Energy requirements regarding work.

    This month we are going to discuss other factors that might change your horse’s energy requirements regarding work. This will almost wrap up our discussion of energy needs in horses. However, we still need to discuss the broodmares and babies, especially as the next generation is just around the corner! So let’s begin!

    Categorizing your horse.

    By examining the frequency, the duration and the intensity at which your horse works, you were able to put him into one of four categories described by the National Research Council – light, moderate, heavy or very heavy exercise. However, these distinct categories might not fit for every horse and some adjustments might need to be made. When in doubt, always refer back to your horse’s body condition to assess your feeding program.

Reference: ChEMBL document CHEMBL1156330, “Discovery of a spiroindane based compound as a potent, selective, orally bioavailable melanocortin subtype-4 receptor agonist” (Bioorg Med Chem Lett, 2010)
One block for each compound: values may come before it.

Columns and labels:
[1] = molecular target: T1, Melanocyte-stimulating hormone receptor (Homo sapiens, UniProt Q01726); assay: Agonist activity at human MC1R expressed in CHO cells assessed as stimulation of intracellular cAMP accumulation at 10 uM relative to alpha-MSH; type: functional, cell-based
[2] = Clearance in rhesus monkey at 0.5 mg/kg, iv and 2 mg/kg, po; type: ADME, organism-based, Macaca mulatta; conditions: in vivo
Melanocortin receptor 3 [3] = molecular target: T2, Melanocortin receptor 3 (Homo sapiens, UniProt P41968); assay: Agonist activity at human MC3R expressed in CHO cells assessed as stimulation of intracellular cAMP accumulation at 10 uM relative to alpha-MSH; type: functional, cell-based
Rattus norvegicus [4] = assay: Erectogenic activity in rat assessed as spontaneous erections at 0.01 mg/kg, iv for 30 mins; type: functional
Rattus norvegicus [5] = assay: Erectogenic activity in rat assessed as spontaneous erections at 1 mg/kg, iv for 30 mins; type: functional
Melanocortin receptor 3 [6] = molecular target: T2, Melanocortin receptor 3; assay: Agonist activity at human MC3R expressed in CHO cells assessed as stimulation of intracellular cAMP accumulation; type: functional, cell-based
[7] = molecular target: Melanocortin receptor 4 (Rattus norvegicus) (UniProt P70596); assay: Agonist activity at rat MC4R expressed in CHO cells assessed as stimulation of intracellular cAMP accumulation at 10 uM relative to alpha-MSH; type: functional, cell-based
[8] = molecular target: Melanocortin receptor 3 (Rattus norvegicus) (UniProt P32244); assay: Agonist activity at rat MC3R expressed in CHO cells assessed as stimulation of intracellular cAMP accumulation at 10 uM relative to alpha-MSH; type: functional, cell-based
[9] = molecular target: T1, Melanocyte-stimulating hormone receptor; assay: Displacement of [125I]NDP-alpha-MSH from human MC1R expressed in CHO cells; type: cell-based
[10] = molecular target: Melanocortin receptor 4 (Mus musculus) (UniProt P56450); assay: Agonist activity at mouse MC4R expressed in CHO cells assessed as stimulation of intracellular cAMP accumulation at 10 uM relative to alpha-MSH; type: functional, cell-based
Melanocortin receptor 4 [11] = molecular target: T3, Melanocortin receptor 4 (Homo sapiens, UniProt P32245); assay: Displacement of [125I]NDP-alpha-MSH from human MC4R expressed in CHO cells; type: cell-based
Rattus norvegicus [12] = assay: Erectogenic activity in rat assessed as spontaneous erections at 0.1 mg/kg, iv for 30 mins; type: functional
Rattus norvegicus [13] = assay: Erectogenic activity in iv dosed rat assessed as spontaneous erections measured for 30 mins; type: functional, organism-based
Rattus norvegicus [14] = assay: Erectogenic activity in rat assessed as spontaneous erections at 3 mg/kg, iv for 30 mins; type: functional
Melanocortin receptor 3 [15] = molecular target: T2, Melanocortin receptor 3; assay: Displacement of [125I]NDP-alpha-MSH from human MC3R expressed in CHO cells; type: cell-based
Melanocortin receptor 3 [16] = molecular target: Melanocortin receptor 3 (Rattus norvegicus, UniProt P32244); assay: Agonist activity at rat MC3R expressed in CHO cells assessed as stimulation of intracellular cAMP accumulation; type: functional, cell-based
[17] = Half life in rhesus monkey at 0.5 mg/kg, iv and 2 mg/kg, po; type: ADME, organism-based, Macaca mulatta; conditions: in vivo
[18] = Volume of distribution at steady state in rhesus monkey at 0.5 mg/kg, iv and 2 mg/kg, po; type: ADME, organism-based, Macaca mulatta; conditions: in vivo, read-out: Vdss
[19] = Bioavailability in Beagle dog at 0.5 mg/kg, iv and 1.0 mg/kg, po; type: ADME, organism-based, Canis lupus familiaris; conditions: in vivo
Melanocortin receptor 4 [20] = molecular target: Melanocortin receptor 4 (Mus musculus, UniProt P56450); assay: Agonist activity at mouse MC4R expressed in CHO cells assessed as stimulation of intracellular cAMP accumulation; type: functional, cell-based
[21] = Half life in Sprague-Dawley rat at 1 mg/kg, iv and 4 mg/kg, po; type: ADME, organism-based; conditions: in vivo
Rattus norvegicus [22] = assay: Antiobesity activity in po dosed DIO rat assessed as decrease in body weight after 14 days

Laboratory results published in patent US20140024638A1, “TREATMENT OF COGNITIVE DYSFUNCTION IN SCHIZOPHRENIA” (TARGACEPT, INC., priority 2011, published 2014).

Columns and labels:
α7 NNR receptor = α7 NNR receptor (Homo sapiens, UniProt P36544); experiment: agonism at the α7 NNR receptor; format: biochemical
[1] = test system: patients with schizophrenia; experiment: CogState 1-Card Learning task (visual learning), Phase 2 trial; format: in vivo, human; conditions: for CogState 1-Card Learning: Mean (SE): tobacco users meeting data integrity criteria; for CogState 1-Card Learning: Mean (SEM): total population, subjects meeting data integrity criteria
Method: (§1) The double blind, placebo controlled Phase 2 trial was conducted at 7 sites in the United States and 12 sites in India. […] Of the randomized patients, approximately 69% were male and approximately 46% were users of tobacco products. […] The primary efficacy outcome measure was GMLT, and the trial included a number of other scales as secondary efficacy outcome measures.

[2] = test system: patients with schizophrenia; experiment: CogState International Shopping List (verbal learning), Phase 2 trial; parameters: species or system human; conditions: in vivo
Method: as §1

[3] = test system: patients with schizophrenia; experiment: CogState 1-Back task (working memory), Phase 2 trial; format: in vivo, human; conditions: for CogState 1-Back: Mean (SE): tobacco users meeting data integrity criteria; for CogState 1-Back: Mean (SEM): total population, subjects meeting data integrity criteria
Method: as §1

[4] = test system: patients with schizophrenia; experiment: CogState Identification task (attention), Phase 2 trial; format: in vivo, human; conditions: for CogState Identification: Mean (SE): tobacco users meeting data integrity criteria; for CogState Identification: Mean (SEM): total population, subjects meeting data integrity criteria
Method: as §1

Testing to determine energy requirements for exercising horses

    To realize why your horse might not fit precisely into these categories, sometimes it is useful to understand how these numbers are actually derived. Energy requirements for exercising horses are actually based on determinations of how much oxygen the horse consumes during an exercise bout. Typically these studies are performed on a treadmill while a horse wears a mask over the nose. The amount of oxygen the horse takes in is compared to how much he breathes out. This allows one to calculate the amount of oxygen the horse used by the difference in oxygen concentration of inspired vs expired gases. The amount of oxygen the horse uses relates to the amount of calories he is burning.